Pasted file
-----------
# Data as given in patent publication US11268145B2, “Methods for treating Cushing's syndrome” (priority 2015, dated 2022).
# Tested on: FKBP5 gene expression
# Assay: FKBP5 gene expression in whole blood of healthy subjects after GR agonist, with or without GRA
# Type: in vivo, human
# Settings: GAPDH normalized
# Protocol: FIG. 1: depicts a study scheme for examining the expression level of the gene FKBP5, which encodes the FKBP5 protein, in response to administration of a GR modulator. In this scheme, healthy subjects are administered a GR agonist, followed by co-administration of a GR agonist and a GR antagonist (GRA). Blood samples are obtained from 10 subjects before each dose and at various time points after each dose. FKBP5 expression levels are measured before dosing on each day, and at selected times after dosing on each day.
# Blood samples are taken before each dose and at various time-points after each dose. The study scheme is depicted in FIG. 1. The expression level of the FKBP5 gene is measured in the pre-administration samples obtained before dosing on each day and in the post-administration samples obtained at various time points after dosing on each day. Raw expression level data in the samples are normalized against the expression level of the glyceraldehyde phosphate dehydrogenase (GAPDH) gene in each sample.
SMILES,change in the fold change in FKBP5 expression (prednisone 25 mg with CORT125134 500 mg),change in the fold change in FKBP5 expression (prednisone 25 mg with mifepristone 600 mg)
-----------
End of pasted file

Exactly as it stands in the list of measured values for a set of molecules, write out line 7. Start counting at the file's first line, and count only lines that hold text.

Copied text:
# Blood samples are taken before each dose and at various time-points after each dose. The study scheme is depicted in FIG. 1. The expression level of the FKBP5 gene is measured in the pre-administration samples obtained before dosing on each day and in the post-administration samples obtained at various time points after dosing on each day. Raw expression level data in the samples are normalized against the expression level of the glyceraldehyde phosphate dehydrogenase (GAPDH) gene in each sample.